Britain is struggling to get its way in the debate over Libya's future – but that isn't stopping it trying to do all it can to oust Muammar Gaddafi.
The UK is having a tough time of it in Libya. Gaddafi, who was supposed to have folded months ago, remains as defiant as ever. The UK has committed itself to an open-ended conflict which has already seen RAF jets fly 17,000 sorties over Libyan airspace. If progress isn't made by the time parliament returns in September, the government could find itself in political hot water from frustrated MPs.
"Time is on our side," Hague insisted at the Foreign Office this morning. It's far from clear – especially when you take into account recent experience in Iraq and Afghanistan – that he's right.
Maybe this was what prompted the decision to expel Gaddafi's remaining diplomats. It looks, on the face of it, like a strong, decisive move. Actually, it reflects Britain's deteriorating fortunes in the debate over the future of Libya.
It's the shift in language which gives the government's approach away. Just nine days have passed since David Cameron's embarrassingly public spat with South African president Jacob Zuma in Pretoria.
"The difference," Cameron said irritably, "is the president sees that [the removal of Gaddafi] as the outcome of a political process, whereas I believe for a political process to work that has to be the starting point."
It was a bruising encounter for Britain, as the African Union – on whose behalf Zuma was effectively speaking – has pushed its case for greater diplomatic engagement with Tripoli. Backchannel diplomacy has resulted in the idea being floated that Gaddafi could remain in Libya, so long as he gives up power.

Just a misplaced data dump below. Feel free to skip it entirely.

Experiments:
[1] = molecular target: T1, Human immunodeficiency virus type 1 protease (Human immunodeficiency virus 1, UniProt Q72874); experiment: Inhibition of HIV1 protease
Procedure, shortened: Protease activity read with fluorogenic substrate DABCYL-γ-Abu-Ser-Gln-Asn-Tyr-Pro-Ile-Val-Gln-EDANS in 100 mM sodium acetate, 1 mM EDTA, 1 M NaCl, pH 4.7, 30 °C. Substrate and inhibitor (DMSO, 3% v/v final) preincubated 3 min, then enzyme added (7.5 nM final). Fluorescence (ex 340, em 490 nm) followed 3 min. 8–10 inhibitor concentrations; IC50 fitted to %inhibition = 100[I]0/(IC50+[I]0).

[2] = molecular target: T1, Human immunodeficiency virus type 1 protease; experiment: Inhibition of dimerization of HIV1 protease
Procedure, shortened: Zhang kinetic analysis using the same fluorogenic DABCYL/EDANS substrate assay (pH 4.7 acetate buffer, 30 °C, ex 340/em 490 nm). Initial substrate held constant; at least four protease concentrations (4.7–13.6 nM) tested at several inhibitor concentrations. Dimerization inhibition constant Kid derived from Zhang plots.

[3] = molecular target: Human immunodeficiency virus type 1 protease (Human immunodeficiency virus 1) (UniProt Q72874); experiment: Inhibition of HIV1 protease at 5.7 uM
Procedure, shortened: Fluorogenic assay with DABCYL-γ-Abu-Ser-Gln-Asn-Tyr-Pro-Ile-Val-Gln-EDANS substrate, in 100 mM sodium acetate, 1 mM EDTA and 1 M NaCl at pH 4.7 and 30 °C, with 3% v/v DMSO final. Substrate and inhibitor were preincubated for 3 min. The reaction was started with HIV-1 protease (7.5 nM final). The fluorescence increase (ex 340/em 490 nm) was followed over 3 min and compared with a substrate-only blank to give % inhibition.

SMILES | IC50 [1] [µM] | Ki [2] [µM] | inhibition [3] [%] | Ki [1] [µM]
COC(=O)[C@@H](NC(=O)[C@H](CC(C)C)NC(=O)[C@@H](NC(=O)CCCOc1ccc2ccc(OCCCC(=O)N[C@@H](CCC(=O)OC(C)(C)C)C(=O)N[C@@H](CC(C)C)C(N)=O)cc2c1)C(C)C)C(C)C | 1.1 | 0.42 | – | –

Britain has insisted from the beginning that objective number one is Gaddafi's removal. This approach became only more rigid when the UK insisted the renegade colonel had to be dispatched to the Hague to face the international criminal court. As one former head of the Foreign Office pointed out to me, that's unlikely to persuade Gaddafi that he might want to walk away from power sooner rather than later.
Unlike Cameron's uncompromising language, Hague was bending over backwards to walk away from any suggestion that Britain might know what's best. "It would be strange for us to decide their future on their behalf," he protested. The outcome "is a matter for the Libyan people to decide". The UK "will not be a block to what's agreed among Libyans".
Britain is holding up its hands and walking away from the diplomatic argument. We're in retreat from an unsustainably inflexible position.
Hague's words are conciliatory. They need to be, given how far Britain has stuck its neck out in insisting that Gaddafi go.
Even as he insists it's up to the Libyans to make up their minds about the thorny problems of the future – and what happens to Gaddafi – the Libyan expulsion sends a "political statement" of its own.
More significantly, the move opens up millions of pounds in Libyan assets held in Britain for the rebels. For starters, the Benghazi administration will get £91 million of unfrozen funds from a Libyan oil company. Hague made clear there's much more where that came from.
That's the best way to interpret the expulsion – it's part of Britain's determined, focused effort to get rid of Gaddafi. Militarily, the resources are there. Diplomatically, the slow drip-drip expulsions we've seen in recent months had to end eventually: it's now clear there's no progress to be made on that front. So why not help out the rebels by opening up some cash?
It's a sensible, practical move. And it might go some way to halting Britain's slide in the popularity stakes as the debate over Libya's future continues, too.